vrijdag 5 december 2014

in memory of w.g. sebald

Uit Philippa Combers excellent memoir Ariadne's Thread:

‘As the months wore on, Max's books were attracting more and more public acclaim in Europe – most particularly, in Germany (English translations had yet to appear). Yet the trappings of fame never sat comfortably with him, neither at this point nor in the years that followed. This can be illustrated by something Max told us later that summer.
       He came round and gave a jaw-dropping account of how things had gone in Berlin in June, where he'd been to receive the Johannes Bobrowski Medal for The Emigrants. “An outrageous lump of metal,” he fumed, “which I had no intention of bringing home with me...” After the award ceremony, he'd taken the “lump”, made his way to the Kleiner Wannsee – down to the eastern shore of the lake – and hurled the medal into the water, where it sank without trace.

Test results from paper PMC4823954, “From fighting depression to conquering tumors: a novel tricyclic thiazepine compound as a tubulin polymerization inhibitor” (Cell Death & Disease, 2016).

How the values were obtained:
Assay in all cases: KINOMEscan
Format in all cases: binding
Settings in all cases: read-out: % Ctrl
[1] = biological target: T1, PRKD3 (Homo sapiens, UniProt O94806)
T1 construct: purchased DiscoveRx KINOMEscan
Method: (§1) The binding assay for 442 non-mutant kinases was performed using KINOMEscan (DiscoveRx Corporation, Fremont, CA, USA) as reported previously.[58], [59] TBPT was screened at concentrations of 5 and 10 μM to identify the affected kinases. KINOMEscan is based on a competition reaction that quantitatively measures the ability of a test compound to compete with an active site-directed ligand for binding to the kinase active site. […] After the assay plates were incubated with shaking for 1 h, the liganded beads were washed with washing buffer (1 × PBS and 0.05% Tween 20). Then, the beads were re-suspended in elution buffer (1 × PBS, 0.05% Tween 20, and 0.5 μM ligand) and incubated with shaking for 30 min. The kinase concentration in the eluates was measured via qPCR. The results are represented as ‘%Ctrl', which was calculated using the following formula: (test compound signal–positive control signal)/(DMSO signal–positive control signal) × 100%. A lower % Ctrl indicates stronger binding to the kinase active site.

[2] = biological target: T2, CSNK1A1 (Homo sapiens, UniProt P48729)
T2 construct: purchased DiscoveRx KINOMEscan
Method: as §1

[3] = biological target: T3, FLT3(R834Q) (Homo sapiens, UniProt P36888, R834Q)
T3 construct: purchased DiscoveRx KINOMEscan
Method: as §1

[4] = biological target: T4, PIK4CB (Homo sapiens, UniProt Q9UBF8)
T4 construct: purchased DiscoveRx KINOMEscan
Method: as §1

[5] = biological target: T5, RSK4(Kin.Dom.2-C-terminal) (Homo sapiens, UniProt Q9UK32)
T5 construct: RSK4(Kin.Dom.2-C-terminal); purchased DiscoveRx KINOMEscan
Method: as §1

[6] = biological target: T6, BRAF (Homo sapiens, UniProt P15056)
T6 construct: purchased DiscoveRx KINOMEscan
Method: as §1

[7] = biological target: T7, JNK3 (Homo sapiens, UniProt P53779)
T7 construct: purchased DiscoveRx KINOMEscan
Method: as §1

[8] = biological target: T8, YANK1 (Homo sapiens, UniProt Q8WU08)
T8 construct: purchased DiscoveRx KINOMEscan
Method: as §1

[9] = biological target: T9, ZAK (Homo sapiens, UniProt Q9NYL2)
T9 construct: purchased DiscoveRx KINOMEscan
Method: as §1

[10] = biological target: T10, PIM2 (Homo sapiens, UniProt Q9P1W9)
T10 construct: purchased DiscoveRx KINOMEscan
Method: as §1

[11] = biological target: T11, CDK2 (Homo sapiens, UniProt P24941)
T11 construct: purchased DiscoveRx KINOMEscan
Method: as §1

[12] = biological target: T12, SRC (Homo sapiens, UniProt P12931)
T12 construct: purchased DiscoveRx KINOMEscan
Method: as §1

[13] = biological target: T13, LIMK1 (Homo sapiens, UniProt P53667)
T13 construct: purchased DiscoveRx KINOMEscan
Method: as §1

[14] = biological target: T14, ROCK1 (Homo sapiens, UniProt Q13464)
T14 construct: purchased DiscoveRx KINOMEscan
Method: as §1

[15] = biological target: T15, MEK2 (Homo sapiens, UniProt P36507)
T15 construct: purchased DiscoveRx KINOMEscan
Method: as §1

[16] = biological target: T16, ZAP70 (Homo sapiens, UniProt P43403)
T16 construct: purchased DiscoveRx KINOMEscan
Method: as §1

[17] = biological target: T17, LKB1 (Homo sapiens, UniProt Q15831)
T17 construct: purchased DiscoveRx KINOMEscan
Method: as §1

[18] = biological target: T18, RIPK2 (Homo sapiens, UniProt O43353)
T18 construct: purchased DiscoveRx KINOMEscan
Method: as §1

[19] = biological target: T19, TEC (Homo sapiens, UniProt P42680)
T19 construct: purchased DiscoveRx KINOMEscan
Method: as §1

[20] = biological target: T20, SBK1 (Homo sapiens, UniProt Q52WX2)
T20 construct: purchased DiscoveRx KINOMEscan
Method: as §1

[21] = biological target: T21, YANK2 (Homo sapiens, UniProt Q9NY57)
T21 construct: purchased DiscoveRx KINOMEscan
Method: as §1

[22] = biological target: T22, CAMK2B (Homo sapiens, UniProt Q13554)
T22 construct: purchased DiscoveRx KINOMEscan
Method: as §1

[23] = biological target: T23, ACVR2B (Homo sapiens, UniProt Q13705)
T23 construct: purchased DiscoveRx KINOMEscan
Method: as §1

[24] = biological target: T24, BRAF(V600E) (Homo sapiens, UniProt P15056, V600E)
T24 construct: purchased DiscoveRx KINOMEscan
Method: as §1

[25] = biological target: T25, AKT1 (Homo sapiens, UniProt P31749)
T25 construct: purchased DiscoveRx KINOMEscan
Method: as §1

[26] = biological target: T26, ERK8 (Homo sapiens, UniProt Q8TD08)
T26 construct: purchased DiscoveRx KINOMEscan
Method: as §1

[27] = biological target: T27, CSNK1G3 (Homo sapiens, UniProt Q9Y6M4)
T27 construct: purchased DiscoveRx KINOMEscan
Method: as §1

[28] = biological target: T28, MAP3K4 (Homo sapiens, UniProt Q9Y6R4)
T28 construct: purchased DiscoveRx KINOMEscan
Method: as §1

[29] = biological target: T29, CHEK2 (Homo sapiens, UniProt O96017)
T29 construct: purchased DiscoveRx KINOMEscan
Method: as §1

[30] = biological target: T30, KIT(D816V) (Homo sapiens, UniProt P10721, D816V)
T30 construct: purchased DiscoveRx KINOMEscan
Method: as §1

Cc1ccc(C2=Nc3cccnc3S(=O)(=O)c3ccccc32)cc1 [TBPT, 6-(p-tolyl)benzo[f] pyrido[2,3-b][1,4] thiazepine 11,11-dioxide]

As so often with Max's stories, the comedy of the situation was bitter-sweet: it was on this precise spot that on 21 November 1811, the thirty-four-year-old Heinrich von Kleist, having entered a suicide pact with the terminally-ill Henriette Vogel, had first shot his friend and then turned the pistol on himself.’ (p. 171)

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